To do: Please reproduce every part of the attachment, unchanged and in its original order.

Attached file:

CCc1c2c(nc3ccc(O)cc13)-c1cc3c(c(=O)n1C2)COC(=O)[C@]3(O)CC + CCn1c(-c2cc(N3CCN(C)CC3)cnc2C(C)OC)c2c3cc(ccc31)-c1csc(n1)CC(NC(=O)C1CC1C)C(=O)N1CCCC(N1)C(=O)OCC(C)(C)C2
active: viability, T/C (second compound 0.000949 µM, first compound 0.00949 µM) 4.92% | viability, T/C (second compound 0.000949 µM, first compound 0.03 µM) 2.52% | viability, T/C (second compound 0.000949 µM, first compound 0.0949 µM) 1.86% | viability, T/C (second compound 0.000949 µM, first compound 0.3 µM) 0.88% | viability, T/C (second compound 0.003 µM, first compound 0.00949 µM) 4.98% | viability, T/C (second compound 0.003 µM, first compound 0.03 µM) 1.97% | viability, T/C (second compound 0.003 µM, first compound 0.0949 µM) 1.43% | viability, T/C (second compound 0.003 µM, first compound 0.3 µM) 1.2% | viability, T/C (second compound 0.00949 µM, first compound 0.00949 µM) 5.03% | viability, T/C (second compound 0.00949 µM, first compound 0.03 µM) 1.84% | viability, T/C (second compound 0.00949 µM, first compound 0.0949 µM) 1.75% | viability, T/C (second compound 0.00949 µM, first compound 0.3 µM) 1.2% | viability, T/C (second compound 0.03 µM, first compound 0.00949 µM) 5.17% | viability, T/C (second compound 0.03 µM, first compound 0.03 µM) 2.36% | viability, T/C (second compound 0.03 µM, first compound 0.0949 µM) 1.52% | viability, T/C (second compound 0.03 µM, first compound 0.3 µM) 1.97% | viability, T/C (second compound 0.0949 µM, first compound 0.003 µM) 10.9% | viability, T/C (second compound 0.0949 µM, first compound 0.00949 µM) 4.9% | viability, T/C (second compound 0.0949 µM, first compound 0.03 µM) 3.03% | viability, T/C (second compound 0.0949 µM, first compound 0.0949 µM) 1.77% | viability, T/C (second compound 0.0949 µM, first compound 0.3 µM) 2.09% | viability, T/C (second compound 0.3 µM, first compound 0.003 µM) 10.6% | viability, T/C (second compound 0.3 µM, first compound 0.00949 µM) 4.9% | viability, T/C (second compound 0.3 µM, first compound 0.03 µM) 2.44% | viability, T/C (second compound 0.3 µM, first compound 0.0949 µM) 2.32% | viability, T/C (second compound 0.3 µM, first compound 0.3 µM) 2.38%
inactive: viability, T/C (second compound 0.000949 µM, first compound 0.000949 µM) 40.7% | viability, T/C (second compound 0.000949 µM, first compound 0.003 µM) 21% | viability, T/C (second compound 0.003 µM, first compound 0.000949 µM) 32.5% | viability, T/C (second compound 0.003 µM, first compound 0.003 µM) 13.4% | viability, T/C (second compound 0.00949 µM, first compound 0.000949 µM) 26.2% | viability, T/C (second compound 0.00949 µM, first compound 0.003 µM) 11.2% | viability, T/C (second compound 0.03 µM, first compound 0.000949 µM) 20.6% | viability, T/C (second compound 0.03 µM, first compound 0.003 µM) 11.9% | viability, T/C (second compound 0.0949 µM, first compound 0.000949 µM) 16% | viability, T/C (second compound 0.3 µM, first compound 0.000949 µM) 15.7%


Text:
CCc1c2c(nc3ccc(O)cc13)-c1cc3c(c(=O)n1C2)COC(=O)[C@]3(O)CC + CCn1c(-c2cc(N3CCN(C)CC3)cnc2C(C)OC)c2c3cc(ccc31)-c1csc(n1)CC(NC(=O)C1CC1C)C(=O)N1CCCC(N1)C(=O)OCC(C)(C)C2
active: viability, T/C (second compound 0.000949 µM, first compound 0.00949 µM) 4.92% | viability, T/C (second compound 0.000949 µM, first compound 0.03 µM) 2.52% | viability, T/C (second compound 0.000949 µM, first compound 0.0949 µM) 1.86% | viability, T/C (second compound 0.000949 µM, first compound 0.3 µM) 0.88% | viability, T/C (second compound 0.003 µM, first compound 0.00949 µM) 4.98% | viability, T/C (second compound 0.003 µM, first compound 0.03 µM) 1.97% | viability, T/C (second compound 0.003 µM, first compound 0.0949 µM) 1.43% | viability, T/C (second compound 0.003 µM, first compound 0.3 µM) 1.2% | viability, T/C (second compound 0.00949 µM, first compound 0.00949 µM) 5.03% | viability, T/C (second compound 0.00949 µM, first compound 0.03 µM) 1.84% | viability, T/C (second compound 0.00949 µM, first compound 0.0949 µM) 1.75% | viability, T/C (second compound 0.00949 µM, first compound 0.3 µM) 1.2% | viability, T/C (second compound 0.03 µM, first compound 0.00949 µM) 5.17% | viability, T/C (second compound 0.03 µM, first compound 0.03 µM) 2.36% | viability, T/C (second compound 0.03 µM, first compound 0.0949 µM) 1.52% | viability, T/C (second compound 0.03 µM, first compound 0.3 µM) 1.97% | viability, T/C (second compound 0.0949 µM, first compound 0.003 µM) 10.9% | viability, T/C (second compound 0.0949 µM, first compound 0.00949 µM) 4.9% | viability, T/C (second compound 0.0949 µM, first compound 0.03 µM) 3.03% | viability, T/C (second compound 0.0949 µM, first compound 0.0949 µM) 1.77% | viability, T/C (second compound 0.0949 µM, first compound 0.3 µM) 2.09% | viability, T/C (second compound 0.3 µM, first compound 0.003 µM) 10.6% | viability, T/C (second compound 0.3 µM, first compound 0.00949 µM) 4.9% | viability, T/C (second compound 0.3 µM, first compound 0.03 µM) 2.44% | viability, T/C (second compound 0.3 µM, first compound 0.0949 µM) 2.32% | viability, T/C (second compound 0.3 µM, first compound 0.3 µM) 2.38%
inactive: viability, T/C (second compound 0.000949 µM, first compound 0.000949 µM) 40.7% | viability, T/C (second compound 0.000949 µM, first compound 0.003 µM) 21% | viability, T/C (second compound 0.003 µM, first compound 0.000949 µM) 32.5% | viability, T/C (second compound 0.003 µM, first compound 0.003 µM) 13.4% | viability, T/C (second compound 0.00949 µM, first compound 0.000949 µM) 26.2% | viability, T/C (second compound 0.00949 µM, first compound 0.003 µM) 11.2% | viability, T/C (second compound 0.03 µM, first compound 0.000949 µM) 20.6% | viability, T/C (second compound 0.03 µM, first compound 0.003 µM) 11.9% | viability, T/C (second compound 0.0949 µM, first compound 0.000949 µM) 16% | viability, T/C (second compound 0.3 µM, first compound 0.000949 µM) 15.7%